As for wedding planning, Eoin hopes that other couples can also keep a realistic approach. “It’s just one day,” he said. “You won’t remember all of the details.”
Liz and Eoin viewed their wedding preparation through the faith-filled lense of NFP, which Liz said kept her mind on a “higher focus” rather than cake flavors or a stretch limo. While many engaged couples rely on a wedding planner as they count down to their big day, married couples practicing NFP completely surrender their will — and their fertility — to the “Master planner,” Liz said. “You should include God in your wedding decisions, just as you will include Him in your family-planning decisions throughout your marriage.”
Joe and Lauren did not begin practicing NFP until months into their marriage, but the couple believes that an earlier understanding of NFP could have influenced their approach to wedding planning. Using NFP has improved their communication and their ability to assess tricky topics, including budget, Lauren said. “We have put our lives more completely under God’s control. Joe and I continually discuss what choices we would like to make for our family together, and it’s not just our decision, but God’s will as well.”
A snowy lesson
Erik and Maria Pedersen approached their 2011 New Year’s Day wedding with that same mentality. They were living across the country as Erik, 30, attended graduate school in Washington D. C., and Maria, 28, worked as a journalist in St. Paul, Minn., and with a short six-month engagement, time and budget were a premium. Even if the couple, NFP users now living in Baltimore, Md., had decided to overanalyze any element of their wedding, those plans likely would never have come to fruition.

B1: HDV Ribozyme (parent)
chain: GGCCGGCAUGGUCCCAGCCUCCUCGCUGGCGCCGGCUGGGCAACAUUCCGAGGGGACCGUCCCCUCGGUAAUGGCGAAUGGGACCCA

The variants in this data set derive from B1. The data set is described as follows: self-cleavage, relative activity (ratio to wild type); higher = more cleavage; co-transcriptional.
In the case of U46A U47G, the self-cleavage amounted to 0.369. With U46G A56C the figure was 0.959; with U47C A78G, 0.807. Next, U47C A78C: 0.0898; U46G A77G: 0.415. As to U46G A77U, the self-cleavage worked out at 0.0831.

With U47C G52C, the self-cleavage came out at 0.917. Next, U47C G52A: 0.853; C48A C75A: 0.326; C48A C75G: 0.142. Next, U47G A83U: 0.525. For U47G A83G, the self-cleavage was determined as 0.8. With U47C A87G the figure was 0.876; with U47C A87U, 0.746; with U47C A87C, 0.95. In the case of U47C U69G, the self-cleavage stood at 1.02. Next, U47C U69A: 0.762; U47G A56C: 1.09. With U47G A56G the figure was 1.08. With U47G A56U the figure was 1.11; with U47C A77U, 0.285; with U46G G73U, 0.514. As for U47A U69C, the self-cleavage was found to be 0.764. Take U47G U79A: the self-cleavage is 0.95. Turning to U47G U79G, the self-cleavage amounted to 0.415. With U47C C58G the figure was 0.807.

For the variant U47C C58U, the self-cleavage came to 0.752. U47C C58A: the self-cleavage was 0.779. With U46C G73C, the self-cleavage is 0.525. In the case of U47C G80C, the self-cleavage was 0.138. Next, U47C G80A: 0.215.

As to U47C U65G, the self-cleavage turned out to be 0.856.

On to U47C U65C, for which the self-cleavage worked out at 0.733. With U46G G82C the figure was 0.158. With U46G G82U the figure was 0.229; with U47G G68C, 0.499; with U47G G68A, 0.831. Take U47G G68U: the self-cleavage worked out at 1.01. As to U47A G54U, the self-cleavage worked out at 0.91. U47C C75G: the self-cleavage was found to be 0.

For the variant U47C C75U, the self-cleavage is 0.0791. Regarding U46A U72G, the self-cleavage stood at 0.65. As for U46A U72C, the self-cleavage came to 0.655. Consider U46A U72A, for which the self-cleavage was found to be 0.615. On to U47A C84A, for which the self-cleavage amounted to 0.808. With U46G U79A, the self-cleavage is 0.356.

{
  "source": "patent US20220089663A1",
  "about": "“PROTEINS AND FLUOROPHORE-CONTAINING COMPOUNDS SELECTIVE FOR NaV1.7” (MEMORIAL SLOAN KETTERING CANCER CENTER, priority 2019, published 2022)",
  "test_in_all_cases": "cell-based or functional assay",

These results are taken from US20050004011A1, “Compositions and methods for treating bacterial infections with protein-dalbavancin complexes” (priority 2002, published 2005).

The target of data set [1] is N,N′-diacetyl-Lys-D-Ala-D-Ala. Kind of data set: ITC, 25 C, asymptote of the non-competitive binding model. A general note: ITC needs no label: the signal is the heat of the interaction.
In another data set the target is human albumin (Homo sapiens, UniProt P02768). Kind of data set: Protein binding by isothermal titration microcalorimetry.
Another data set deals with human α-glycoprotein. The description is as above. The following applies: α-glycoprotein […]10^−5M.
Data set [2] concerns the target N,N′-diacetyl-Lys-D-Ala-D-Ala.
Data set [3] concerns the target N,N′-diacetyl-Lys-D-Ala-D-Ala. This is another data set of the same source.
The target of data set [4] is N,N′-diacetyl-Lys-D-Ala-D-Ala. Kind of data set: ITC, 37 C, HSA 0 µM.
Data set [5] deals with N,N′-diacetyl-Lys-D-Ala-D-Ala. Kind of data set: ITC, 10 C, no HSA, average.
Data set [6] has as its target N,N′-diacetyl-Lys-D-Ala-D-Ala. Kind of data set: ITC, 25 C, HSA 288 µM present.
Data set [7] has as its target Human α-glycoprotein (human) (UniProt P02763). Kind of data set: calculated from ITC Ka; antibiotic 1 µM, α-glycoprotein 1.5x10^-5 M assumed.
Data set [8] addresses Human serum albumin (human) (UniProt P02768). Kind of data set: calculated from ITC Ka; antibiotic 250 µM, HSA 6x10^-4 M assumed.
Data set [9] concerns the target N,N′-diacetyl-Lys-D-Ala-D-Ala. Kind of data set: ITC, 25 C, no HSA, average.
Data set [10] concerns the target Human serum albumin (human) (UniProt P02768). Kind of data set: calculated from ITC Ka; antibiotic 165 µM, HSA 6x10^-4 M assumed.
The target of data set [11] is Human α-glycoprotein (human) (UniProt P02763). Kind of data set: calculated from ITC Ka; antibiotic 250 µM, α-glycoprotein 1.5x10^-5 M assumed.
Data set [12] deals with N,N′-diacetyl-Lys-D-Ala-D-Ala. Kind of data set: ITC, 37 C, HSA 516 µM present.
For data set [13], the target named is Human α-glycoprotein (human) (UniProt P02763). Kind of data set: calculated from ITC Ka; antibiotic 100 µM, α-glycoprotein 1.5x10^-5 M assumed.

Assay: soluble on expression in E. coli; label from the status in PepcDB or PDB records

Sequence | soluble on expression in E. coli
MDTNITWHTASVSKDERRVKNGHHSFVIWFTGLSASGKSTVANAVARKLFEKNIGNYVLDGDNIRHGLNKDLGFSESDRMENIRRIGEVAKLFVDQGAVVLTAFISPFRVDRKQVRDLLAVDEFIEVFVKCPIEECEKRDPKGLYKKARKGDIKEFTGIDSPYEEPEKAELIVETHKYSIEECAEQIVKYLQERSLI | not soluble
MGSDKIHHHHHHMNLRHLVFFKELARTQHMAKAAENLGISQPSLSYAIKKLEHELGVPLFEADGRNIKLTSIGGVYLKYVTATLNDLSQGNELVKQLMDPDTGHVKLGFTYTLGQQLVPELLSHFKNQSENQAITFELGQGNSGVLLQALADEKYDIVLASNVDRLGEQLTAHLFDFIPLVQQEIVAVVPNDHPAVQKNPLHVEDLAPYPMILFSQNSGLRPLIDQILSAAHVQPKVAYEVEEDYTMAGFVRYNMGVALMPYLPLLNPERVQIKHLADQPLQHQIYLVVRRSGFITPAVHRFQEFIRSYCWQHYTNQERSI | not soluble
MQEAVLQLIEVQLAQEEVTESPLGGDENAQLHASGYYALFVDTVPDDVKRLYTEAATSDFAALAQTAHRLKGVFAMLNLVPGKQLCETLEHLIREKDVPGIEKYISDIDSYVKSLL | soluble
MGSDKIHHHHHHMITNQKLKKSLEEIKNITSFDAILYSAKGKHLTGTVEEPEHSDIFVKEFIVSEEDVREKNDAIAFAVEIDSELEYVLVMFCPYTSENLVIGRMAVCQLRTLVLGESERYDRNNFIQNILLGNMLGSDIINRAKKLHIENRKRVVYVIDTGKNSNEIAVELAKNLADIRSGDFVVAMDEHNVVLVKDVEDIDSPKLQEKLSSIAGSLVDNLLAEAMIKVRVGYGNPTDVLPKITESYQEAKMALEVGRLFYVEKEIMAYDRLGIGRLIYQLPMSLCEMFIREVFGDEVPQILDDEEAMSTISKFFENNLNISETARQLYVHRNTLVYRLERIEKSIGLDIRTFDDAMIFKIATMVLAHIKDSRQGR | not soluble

A Minnesota blizzard derailed nearly half of the couple’s guests from attending their winter ceremony in Maria’s rural hometown in the southwestern corner of the state. It wasn’t until Maria was sitting in the confessional the night before her wedding that the reality of the impending weather hit in full force.
“The priest offered to let me use the Catholic high school chapel for the wedding in case we couldn’t get out to my country church,” Maria said, “A lot of different emotions came out at once, but I strengthened my resolve to focus on the sacrament and not the unraveling details.”
As the snowfall waned and the roads turned to ice, guests began to call and cancel, including aunts and uncles, a concelebrating priest and even the cantor. Other guests braved the icy roads, and a personal attendant stepped in to sing. Maria’s cousin, a newly ordained priest who had just returned home from Rome, gave the homily and spoke of Mary and Joseph’s trust in God despite not knowing what was in store for them —an apt lesson for a couple who also started their marriage in the midst of uncertainty.